All too quickly, this dreamy world was shattered by the sudden and constant onslaught of ticks. Inside, outside, in the grass (no matter how short we mowed it), in the woods. They were absolutely everywhere. We’d wipe down the walls, apply tick preventatives to our pets, and search humans and pets each and every time they came inside. I had never seen anything like it.
I had spent over 30 years living much of my life in the woods of this area. Nobody ever saw ticks here until sometime in the early 90’s when we started seeing many more. For many years now, I knew I needed to be aware. I had taught my kids to be aware and we always checked everyone thoroughly for ticks every time we went into the woods. We occasional found crawling ticks on hiking trips and very rarely someone would have one that somehow was missed and managed to bite someone but we promptly removed those. I had never expected that the tick situation here at my dreamy new house would be any different. But it was full of ticks.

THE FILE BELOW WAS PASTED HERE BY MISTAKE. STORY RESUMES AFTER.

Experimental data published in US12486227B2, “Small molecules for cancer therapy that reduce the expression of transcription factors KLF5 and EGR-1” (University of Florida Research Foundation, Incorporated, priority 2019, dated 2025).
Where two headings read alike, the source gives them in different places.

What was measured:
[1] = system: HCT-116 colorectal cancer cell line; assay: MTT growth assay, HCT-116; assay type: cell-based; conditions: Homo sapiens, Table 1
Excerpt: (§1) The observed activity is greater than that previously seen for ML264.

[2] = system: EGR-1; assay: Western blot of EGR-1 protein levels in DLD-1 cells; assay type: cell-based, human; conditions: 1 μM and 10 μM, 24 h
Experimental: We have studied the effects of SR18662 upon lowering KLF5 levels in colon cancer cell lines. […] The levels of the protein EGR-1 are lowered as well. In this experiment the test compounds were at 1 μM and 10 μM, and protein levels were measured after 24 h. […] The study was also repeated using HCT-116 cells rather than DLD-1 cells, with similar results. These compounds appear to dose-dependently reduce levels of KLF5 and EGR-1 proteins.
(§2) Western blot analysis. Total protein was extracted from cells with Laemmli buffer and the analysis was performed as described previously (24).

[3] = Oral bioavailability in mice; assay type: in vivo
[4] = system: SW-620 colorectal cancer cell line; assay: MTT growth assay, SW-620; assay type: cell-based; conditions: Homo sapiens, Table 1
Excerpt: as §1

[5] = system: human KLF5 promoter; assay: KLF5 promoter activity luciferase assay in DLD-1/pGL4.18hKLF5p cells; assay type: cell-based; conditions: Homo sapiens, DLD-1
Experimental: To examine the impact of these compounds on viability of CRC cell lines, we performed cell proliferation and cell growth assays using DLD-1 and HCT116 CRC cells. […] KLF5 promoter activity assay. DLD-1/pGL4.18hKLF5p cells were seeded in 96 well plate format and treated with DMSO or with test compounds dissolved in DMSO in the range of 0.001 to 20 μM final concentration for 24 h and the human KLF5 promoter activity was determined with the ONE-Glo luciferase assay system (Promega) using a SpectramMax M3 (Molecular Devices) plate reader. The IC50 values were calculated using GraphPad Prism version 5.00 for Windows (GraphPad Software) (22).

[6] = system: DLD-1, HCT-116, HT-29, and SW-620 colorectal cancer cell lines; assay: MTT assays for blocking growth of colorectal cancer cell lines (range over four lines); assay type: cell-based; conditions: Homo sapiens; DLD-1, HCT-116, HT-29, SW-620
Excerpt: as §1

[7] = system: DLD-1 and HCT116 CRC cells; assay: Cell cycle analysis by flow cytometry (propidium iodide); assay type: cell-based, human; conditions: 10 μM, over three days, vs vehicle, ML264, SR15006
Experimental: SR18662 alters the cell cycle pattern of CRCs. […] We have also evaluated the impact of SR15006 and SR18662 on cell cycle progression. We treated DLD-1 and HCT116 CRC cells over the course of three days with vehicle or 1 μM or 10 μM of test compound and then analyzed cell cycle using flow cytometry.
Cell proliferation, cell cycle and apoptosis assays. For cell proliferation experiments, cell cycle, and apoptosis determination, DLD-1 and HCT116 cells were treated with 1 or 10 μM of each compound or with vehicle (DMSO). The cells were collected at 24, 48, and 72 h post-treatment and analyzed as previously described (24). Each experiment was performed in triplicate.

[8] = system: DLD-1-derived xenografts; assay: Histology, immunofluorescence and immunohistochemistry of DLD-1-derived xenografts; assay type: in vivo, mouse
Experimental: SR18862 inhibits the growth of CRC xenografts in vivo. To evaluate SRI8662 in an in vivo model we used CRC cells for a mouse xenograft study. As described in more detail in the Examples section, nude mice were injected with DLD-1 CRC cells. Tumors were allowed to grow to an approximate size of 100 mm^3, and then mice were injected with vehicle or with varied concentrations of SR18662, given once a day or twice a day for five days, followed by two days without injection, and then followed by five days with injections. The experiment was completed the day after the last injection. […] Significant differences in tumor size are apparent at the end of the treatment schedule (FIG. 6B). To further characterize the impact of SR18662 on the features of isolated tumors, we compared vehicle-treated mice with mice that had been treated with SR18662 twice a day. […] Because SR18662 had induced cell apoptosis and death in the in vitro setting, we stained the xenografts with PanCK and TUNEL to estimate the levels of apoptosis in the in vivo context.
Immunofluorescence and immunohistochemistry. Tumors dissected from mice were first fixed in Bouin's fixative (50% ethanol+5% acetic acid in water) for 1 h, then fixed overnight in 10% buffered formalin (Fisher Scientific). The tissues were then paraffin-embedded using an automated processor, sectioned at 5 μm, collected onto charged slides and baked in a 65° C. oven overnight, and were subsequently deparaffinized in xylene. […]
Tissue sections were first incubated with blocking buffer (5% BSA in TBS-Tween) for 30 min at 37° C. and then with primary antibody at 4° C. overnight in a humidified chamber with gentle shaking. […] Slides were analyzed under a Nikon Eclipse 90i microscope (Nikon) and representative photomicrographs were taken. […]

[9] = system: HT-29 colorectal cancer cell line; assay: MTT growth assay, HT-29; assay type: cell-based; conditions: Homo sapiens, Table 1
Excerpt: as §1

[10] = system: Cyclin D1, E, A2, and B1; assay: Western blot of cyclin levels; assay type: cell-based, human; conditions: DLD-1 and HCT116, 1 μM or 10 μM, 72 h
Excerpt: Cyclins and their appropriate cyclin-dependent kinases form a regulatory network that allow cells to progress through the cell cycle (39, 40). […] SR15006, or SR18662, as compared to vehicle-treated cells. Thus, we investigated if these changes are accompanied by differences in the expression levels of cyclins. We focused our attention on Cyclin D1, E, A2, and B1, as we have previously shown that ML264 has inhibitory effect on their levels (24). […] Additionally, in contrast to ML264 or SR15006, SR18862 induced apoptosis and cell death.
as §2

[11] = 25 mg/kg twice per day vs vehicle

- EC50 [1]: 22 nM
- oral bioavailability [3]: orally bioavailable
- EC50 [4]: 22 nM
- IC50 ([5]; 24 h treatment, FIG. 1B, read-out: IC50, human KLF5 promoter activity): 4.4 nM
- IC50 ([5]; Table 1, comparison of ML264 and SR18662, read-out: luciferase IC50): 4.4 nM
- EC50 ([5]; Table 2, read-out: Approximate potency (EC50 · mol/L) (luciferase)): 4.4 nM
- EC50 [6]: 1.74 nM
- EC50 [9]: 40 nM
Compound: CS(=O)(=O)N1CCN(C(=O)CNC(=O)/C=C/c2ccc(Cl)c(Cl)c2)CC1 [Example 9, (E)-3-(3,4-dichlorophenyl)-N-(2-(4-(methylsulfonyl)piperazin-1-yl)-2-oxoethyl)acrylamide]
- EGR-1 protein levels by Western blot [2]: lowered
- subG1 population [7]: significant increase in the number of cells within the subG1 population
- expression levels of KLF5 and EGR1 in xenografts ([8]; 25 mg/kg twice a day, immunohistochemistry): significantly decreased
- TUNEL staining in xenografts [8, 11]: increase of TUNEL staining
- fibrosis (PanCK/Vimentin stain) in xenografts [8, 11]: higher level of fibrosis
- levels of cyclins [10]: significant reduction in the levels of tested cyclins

We took every precaution we could (we kept the lawn short, we kept repellents on our pets, we kept wood piles away from the house and always, always checked everyone morning, night and when we returned from spending time outdoors. In fact, my kids quickly began to roll their eyes at me when I would declare another tick check, they got so tired of them. Still the ticks were everywhere. We tried applying Diatamaceous earth and other various natural products that were supposed to repel the ticks. None of it mattered. I began to wonder what was happening to me, when I took all the precautionary measures recommended  but yet, I still kept getting bit. I would have no ticks when I climbed into my bed at night and then when I woke up in the morning, I would find a nasty tick stuck to me, sucking my blood.  It was like something out of the twilight zone and didn’t make any sense. No matter what we did, the problem persisted. Miraculously, my kids and my husband didn’t get bit as often as I did. I couldn’t even keep track of the number of bites I’d get every spring, summer, and fall, because there were so many. All of them while I was simply trying to sleep in my dreamy new home that had turned into a living nightmare.